, Volume 425, Issue 5-6, pp 401-408

Ochratoxin A impairs “postproximal” nephron function in vivo and blocks plasma membrane anion conductance in Madin-Darby canine kidney cells in vitro

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Abstract

Ochratoxin A (OTA) is a widespread nephrotoxin which causes porcine nephropathy and is supposed to have caused the human Balkan endemic nephropathy. We performed experiments in vivo and in vitro to elucidate the mechanism of OTA action in renal epithelium. Application of OTA to male Wistar rats [1.25 μmol/ (kg · day)] for 6 days led to a reduction of glomerular filtration rate (to 63% of control), an increased fractional water (194% of control), Na+ (199% of control), K+ (147% of control) and Cl (270% of control) excretion and an increased dependence of the osmole clearance on urine flow. Acute application of OTA to rats (3 μmol/ kg) increased urinary pH from 6.0±0.2 to 6.6±0.1 and urinary NaCl excretion, but decreased titratable acid excretion to 47% of control. As these in vivo findings may be the result of an action of OTA beyond the proximal tubule (“postproximal”) we investigated the effect of OTA on cultured Madin-Darby canine kidney (MDCK) cells, regarded as a model of collecting duct epithelium. In confluent monolayers formed by MDCK cells OTA reduced the number of domes in a dose-dependent manner and impaired the formation of a transepithelial Cl gradient. Electrophysiological measurements in giant MDCK cells revealed that OTA blocks fractional anion conductance of the plasma membrane with an IC50 value of 30±5 nmol/l, unmasking OTA as a naturally occurring anion conductance blocker about 20-times more effective than the most potent synthetic blocker 5-nitro-2-(3-phenylpropyl-amino) benzoic acid (NPPB) (IC50=600±50 nmol/l). The effects of OTA and NPPB are not additive. We conclude that OTA acts acutely on “postproximal” parts of the nephron. This effect is probably located in the collecting duct and is due to its inhibitory action on plasma membrane anion conductance.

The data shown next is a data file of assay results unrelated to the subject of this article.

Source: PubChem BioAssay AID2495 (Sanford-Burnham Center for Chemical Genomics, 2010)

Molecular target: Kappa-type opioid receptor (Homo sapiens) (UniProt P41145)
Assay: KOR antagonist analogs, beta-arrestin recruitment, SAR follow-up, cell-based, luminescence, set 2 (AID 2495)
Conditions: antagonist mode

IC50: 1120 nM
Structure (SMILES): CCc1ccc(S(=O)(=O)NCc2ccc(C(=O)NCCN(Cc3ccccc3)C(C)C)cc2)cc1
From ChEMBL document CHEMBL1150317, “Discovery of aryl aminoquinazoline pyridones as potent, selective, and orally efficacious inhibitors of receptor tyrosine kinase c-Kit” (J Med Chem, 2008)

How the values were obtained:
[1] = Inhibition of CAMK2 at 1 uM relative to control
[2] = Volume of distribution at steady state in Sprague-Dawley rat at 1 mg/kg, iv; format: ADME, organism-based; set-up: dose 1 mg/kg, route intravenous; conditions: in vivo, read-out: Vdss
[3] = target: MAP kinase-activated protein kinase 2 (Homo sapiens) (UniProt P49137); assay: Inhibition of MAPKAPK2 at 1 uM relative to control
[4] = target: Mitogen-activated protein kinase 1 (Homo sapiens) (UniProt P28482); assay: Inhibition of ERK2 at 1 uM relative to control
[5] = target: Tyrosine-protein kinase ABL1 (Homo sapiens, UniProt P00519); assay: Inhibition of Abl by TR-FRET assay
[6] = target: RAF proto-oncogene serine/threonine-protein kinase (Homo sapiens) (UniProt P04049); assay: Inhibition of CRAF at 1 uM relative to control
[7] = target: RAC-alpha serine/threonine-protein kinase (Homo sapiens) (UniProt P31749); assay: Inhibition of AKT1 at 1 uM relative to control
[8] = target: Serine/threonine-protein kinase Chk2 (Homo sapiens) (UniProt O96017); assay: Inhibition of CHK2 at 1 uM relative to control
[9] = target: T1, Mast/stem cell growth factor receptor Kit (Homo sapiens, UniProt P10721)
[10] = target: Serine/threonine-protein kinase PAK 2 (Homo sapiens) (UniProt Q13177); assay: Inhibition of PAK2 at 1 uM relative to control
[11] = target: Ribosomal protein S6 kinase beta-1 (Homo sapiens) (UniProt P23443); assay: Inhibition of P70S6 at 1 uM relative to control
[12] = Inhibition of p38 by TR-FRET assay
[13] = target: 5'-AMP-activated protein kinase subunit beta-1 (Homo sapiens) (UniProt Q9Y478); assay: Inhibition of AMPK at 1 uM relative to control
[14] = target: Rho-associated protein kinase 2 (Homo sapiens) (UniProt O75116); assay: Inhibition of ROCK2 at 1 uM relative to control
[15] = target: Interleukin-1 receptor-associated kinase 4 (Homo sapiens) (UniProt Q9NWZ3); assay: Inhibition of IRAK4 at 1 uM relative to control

With technical assistance of Ruth Freudinger and Sigrid Mildenberger.